Eventually I gave up, and started writing about my problems. I decided I needed an illustration, so tried again exactly what I’d been doing earlier. No changes, following exactly the same directions. And it seems to have worked.  Of course I’ll only know if it does give a more neutral result when I get the printed book back from Blurb in a couple of weeks.

It’s in a way possibly not that important. I’ve decided to go over to publishing in digital format in any case, assigning the ISBN for this ‘book’ to the PDF file. Two reasons, cost and quality. I can sell the PDF through Blurb at a sensible price and there are no expensive delivery costs – and I could also produce my own PDFs. Secondly, the quality of the images on a good screen is better than any printer can produce. Of course books do still have some advantages, and I’ll certainly want my own printed copy for the bookshelf. And as Huempfner points out, Wilhelm Reseach gives the HP Indigo inks used by Blurb’s printers have a dark storage life over 200 years without noticeable  fading or colour balance.

I’m still not happy about CMYK conversions, and haven’t found any of the various methods suggested by Huempfner or the presets and actions he links to give results I like the look of. Using the Blurb ICC profile without any toning is the only way I’ve managed to get results I like. Although some of the tonings look great in his book, when I tried them on my own images they seemed not to give quite the same results, mainly altering the image tone too radically for my taste.


Tuesday, July 23rd, 2013

Years ago when I wrote for a US-based web site as a part of my living I had to remember that for some reason Americans – or at least those who live in the US – used to let off fireworks for some occasion in July. Rather than our own good British anti-catholic bonfires and celebrations in November, though over the years we’ve mainly forgotten their origins and use the occasion to regret the fact that poor old Guy Fawkes, “the only man to enter Parliament with honest intentions” failed in his plot.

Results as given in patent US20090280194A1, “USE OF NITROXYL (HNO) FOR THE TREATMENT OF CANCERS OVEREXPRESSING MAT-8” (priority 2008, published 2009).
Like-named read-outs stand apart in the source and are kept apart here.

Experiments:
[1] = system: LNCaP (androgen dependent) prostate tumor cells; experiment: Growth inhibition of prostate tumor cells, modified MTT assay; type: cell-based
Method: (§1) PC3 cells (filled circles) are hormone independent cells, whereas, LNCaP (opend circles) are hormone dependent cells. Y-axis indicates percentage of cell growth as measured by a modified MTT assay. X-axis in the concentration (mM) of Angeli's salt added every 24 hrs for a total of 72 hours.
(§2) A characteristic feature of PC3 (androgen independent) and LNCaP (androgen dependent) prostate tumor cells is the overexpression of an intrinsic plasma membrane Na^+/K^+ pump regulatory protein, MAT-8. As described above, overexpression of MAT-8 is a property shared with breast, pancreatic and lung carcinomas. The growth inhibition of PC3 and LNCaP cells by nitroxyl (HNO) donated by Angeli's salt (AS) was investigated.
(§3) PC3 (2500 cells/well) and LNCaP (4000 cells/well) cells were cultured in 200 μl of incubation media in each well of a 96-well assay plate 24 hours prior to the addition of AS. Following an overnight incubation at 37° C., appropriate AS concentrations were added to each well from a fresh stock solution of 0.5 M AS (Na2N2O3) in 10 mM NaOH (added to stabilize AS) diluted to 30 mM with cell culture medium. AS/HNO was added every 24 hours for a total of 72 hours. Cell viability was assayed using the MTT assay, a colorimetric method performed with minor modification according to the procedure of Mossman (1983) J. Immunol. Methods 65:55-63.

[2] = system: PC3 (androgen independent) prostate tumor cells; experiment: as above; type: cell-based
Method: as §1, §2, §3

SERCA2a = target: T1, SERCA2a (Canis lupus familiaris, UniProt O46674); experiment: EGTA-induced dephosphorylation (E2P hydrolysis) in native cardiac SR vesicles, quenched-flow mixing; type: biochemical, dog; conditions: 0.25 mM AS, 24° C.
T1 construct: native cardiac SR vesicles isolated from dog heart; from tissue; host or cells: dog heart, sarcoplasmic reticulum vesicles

But back in the US, I wasn’t surprised to find Pete Brook in Wired’s Raw File blog a few days back with a post on fireworks, Complete Idiocy Makes for Pretty Amazing Fireworks Photos, despite its unpatriotic assertion “we’re sorry to tell you that Mexico does explosions better than the United States.”

Back then I had to write ‘how to do it’ stuff as well as hunting for good examples of firework pictures on the web (they were fairly few and far between) and looking at these, I think one piece of advice purely on grounds of health and safety would be to stay away from the National Pyrotechnic Festival in Tultepec, appropiately held as Brook points out “in honor of Saint John of God, the patron saint of hospitals, the sick, nurses, firefighters and alcoholics.

Fortunately you don’t need to put your life at risk, but can just look at Thomas Prior‘s pictures on Raw File.

Of course Lewes in Sussex, England does rather a good job of celebrating our Bonfire Night, though I’ve failed to find a really stunning set of images from there, though there a quite a few of some interest around on Flickr (along with far too many others) and elsewhere. There is a decent set on The Week, but although they give a reasonable impression of the event, I don’t feel they capture the atmosphere in the same way as Prior’s work.

June Complete

Monday, July 22nd, 2013

I finished putting all of my posts for June 2013 on My London Dairy a few days ago, but haven’t yet found the energy to start on July. Partly its because I’ve had a busy couple of weeks, partly it’s the heat which has been getting me down, but mainly it’s because I’ve been having an argument with Lightroom, which has been refusing to open my main image catalogue.

I’m a great fan of Lightroom, and one of many good things about it is that it is a non-destructive program, one that doesn’t alter your RAW images files at all. It isn’t really a great problem that I can’t open the catalogue, because all the image files are there, and all I have lost is Lightroom’s records of the rankings and edits I’ve made since the last backup – assuming that I can get that to load. It’s a matter of a few hours work, and in particular it means going through and re-editing around ten days of files to select and write out the files for My London Diary.

I kept meaning to start a new image catalogue, but hadn’t got around to it before, so at least the problem has made me do something I should have done ages ago.

Of course my first thought was to go on-line and look up what to do if an catalogue file gives the error message I was getting. There seemed to be a simple answer – delete the lock file, but when I checked I found I didn’t have one.  Nor were the file permissions the problem. I think Lightroom had crashed loading the file (perhaps because it was too big?) and it is corrupted. But if any Lightroom guru thinks they know the answer to my problem I’d welcome suggestions. Otherwise I’ll try to convert my old Lightroom 4 file to Lightroom 5 again.